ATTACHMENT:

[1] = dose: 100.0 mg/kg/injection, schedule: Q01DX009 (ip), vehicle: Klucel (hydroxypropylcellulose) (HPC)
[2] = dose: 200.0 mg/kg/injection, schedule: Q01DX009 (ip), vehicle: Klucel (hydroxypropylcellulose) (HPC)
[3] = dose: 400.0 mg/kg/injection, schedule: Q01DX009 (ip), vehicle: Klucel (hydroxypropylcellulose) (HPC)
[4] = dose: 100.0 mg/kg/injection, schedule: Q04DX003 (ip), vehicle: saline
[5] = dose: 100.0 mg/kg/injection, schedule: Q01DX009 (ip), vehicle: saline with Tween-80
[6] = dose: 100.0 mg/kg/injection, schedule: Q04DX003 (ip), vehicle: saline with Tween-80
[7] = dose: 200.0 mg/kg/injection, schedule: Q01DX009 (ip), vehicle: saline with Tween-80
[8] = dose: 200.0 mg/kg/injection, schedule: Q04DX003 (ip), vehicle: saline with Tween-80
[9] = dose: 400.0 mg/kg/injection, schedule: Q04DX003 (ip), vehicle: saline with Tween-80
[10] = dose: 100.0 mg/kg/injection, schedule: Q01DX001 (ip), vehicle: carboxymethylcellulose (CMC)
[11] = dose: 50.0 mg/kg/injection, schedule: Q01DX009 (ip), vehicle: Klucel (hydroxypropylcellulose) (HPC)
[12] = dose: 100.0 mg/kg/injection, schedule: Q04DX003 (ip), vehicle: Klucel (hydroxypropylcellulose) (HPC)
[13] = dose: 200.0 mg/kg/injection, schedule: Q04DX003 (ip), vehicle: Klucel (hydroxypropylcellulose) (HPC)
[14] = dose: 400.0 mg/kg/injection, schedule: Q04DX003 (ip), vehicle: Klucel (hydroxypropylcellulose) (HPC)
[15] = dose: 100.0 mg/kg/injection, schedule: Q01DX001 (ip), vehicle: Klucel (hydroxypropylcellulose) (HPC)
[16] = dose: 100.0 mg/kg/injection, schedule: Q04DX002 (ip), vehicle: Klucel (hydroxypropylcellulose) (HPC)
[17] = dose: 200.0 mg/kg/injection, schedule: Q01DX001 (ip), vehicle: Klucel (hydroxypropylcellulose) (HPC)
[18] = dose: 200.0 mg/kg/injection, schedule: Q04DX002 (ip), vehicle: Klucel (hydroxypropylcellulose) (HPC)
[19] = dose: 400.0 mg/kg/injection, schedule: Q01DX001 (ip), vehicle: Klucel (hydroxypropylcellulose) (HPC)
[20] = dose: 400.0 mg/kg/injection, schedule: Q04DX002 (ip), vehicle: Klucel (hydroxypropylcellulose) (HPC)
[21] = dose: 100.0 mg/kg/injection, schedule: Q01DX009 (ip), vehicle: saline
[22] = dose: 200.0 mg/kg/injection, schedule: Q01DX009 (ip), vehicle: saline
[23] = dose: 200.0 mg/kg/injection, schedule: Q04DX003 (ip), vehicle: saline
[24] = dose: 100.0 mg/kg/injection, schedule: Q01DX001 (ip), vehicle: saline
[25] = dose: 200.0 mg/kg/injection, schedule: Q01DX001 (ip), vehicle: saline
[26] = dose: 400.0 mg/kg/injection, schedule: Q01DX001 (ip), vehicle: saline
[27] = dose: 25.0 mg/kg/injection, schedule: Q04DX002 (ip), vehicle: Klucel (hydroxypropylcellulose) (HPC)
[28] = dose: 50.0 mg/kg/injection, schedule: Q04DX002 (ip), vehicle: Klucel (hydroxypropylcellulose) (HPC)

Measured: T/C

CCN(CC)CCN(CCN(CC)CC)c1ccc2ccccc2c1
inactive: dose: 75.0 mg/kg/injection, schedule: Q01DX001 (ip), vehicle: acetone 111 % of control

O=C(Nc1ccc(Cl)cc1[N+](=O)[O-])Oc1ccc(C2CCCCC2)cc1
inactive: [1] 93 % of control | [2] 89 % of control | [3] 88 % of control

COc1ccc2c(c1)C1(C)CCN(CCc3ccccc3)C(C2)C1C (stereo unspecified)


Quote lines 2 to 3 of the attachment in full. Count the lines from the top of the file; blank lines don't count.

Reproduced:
[2] = dose: 200.0 mg/kg/injection, schedule: Q01DX009 (ip), vehicle: Klucel (hydroxypropylcellulose) (HPC)
[3] = dose: 400.0 mg/kg/injection, schedule: Q01DX009 (ip), vehicle: Klucel (hydroxypropylcellulose) (HPC)